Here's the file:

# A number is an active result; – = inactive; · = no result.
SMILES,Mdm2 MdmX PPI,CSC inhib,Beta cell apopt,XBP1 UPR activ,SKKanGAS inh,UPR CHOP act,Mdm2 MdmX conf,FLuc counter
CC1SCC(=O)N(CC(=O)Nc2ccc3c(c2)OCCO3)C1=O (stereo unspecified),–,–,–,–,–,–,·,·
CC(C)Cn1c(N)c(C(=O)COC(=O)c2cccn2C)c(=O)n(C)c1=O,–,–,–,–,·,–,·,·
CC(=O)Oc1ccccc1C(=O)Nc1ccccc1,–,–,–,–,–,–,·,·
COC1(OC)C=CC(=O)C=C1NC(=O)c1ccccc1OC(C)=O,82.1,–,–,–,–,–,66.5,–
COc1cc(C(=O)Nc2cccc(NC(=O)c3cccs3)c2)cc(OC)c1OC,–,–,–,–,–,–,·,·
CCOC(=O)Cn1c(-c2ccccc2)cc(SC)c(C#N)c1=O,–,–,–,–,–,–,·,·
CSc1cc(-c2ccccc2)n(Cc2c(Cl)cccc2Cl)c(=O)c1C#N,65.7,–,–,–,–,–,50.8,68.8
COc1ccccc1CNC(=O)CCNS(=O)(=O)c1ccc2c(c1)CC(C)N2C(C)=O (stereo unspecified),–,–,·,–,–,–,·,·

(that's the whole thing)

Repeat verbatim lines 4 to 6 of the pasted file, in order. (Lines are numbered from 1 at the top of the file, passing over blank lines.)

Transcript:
CC(C)Cn1c(N)c(C(=O)COC(=O)c2cccn2C)c(=O)n(C)c1=O,–,–,–,–,·,–,·,·
CC(=O)Oc1ccccc1C(=O)Nc1ccccc1,–,–,–,–,–,–,·,·
COC1(OC)C=CC(=O)C=C1NC(=O)c1ccccc1OC(C)=O,82.1,–,–,–,–,–,66.5,–